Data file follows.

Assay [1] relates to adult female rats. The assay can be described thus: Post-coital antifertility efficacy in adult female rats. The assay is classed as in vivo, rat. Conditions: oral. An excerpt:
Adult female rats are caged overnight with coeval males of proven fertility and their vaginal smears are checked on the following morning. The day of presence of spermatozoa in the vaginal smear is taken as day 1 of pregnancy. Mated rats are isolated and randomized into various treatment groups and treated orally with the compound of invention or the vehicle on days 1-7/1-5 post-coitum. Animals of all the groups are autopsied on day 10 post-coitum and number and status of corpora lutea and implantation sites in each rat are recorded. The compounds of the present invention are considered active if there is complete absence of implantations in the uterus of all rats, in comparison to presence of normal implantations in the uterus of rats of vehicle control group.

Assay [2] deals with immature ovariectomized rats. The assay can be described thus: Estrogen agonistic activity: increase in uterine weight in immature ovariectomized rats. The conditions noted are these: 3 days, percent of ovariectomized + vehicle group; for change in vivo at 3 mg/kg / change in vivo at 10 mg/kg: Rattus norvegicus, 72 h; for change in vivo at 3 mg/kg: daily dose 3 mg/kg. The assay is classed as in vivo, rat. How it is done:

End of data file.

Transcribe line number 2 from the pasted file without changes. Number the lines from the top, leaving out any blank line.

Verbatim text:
Adult female rats are caged overnight with coeval males of proven fertility and their vaginal smears are checked on the following morning. The day of presence of spermatozoa in the vaginal smear is taken as day 1 of pregnancy. Mated rats are isolated and randomized into various treatment groups and treated orally with the compound of invention or the vehicle on days 1-7/1-5 post-coitum. Animals of all the groups are autopsied on day 10 post-coitum and number and status of corpora lutea and implantation sites in each rat are recorded. The compounds of the present invention are considered active if there is complete absence of implantations in the uterus of all rats, in comparison to presence of normal implantations in the uterus of rats of vehicle control group.